WELLINGTON, New Zealand (NWN) – As he made history by becoming the first person to fly over the Cook Strait in New Zealand in an electric plane, Gary Friedman thought it was only fitting that the first thing he did when he approached Wellington Beach See, that was the rotating blade of a wind turbine producing renewable energy.
Friedman’s 40-minute solo flight in the tiny two-seater comes 101 years after the first man to fly a conventional plane over the body of water that separates the South Pacific nation’s two main islands.
Monday’s flight was intended to draw attention to the possibilities of green flying and coincided with the opening of an important UN climate summit in Glasgow, Scotland.
Wellington International Airport officials believe it may be the longest distance an electric plane can fly over any stretch of water.
“It’s a very exciting day for the airport. A world-record-making day,” said spokeswoman Jenna Raeburn.
Friedman said the day started badly with rain at his departure point near the city of Blenheim. After a flight delay for 15 minutes, the weather cleared enough for takeoff and soon sunny conditions over the sea improved.
Friedman said he was overjoyed when he landed, and the technique worked better than he expected.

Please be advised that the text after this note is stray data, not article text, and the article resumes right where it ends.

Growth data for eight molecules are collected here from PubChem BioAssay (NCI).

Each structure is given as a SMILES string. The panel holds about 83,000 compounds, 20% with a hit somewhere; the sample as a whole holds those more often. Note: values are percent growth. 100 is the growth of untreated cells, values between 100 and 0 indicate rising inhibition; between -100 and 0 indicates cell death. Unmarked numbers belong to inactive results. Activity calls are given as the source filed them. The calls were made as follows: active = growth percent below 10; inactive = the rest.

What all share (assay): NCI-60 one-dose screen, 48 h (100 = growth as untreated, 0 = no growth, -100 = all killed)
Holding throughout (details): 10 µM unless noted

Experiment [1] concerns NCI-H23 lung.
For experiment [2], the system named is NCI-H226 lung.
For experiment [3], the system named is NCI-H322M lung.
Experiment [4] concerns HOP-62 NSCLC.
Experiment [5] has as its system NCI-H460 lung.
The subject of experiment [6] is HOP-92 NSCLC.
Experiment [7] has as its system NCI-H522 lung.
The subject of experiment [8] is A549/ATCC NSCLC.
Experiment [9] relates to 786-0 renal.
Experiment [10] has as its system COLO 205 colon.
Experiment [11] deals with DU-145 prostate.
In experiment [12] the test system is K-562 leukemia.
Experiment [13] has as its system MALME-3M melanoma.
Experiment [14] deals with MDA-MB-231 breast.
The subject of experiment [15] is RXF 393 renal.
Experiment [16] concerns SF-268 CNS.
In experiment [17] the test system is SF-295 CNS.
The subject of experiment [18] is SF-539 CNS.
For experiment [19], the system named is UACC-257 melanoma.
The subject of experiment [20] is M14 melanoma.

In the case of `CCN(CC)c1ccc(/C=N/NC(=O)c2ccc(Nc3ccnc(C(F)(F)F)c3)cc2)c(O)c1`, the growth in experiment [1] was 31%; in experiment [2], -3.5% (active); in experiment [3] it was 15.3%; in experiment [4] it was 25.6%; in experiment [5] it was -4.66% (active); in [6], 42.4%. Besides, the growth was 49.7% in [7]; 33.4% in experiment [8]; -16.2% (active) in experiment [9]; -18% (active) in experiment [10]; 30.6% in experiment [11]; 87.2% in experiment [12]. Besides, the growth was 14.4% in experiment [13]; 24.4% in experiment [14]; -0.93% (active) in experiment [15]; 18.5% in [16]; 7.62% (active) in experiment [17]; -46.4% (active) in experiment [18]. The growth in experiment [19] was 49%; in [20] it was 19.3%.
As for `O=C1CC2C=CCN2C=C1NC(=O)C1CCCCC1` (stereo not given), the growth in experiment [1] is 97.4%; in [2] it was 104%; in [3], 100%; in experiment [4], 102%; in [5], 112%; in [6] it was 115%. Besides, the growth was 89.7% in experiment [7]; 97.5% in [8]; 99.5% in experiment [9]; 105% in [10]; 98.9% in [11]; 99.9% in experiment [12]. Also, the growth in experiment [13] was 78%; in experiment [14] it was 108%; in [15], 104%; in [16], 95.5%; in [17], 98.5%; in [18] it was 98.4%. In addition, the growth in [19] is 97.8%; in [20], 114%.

“We still had 40% left in the battery,” he said. “We could almost fly back again.”
Friedman, 49, who founded ElectricAir, said he has long been passionate about the environment and the idea came to him when he wondered about the incompatibility of driving an electric car and flying a gas-powered plane.
He traveled to Slovenia to purchase the Pipistrel Alpha Electro aircraft, and then jumped through various hoops with New Zealand’s aviation regulators to get the aircraft approved.
It weighs less than 400 kg (880 lb) and is significantly quieter than conventional aircraft. For a journey of 78 kilometers (48 mi), Friedman flew it at an altitude of only 1,000 feet (305 m) above sea level and a relatively slow speed of 130 kilometers per hour (81 mph) to maintain its charge. Can go
Friedman said it takes about an hour for the plane to be fully charged. The maximum flight time is also about an hour, and he mainly uses this for pilot training.
Airport spokeswoman Raeburn said Wellington International Airport is preparing for regular short-hop flights of new 12-seater electric aircraft that will start in about five years’ time.
Electric technology is not yet advanced enough to power large passenger planes, she said, but biofuels and hydrogen will provide greener alternatives in the future.